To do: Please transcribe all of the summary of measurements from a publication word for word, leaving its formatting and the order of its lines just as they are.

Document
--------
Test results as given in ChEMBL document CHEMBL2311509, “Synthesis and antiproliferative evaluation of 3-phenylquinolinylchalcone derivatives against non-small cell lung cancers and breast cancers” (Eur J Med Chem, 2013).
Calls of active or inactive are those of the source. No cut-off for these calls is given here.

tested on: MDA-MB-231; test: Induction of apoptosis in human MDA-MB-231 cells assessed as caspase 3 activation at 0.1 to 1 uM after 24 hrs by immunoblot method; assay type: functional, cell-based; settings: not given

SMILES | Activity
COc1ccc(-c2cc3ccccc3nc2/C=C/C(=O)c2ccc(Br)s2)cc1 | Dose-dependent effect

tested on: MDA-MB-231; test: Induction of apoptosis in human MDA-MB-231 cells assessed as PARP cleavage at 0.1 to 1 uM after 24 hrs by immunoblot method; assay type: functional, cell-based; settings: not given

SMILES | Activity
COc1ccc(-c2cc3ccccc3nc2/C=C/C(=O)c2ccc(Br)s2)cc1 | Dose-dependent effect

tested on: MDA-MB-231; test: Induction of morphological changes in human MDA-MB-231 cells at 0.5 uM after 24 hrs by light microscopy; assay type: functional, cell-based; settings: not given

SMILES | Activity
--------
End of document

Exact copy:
Test results as given in ChEMBL document CHEMBL2311509, “Synthesis and antiproliferative evaluation of 3-phenylquinolinylchalcone derivatives against non-small cell lung cancers and breast cancers” (Eur J Med Chem, 2013).
Calls of active or inactive are those of the source. No cut-off for these calls is given here.

tested on: MDA-MB-231; test: Induction of apoptosis in human MDA-MB-231 cells assessed as caspase 3 activation at 0.1 to 1 uM after 24 hrs by immunoblot method; assay type: functional, cell-based; settings: not given

SMILES | Activity
COc1ccc(-c2cc3ccccc3nc2/C=C/C(=O)c2ccc(Br)s2)cc1 | Dose-dependent effect

tested on: MDA-MB-231; test: Induction of apoptosis in human MDA-MB-231 cells assessed as PARP cleavage at 0.1 to 1 uM after 24 hrs by immunoblot method; assay type: functional, cell-based; settings: not given

SMILES | Activity
COc1ccc(-c2cc3ccccc3nc2/C=C/C(=O)c2ccc(Br)s2)cc1 | Dose-dependent effect

tested on: MDA-MB-231; test: Induction of morphological changes in human MDA-MB-231 cells at 0.5 uM after 24 hrs by light microscopy; assay type: functional, cell-based; settings: not given

SMILES | Activity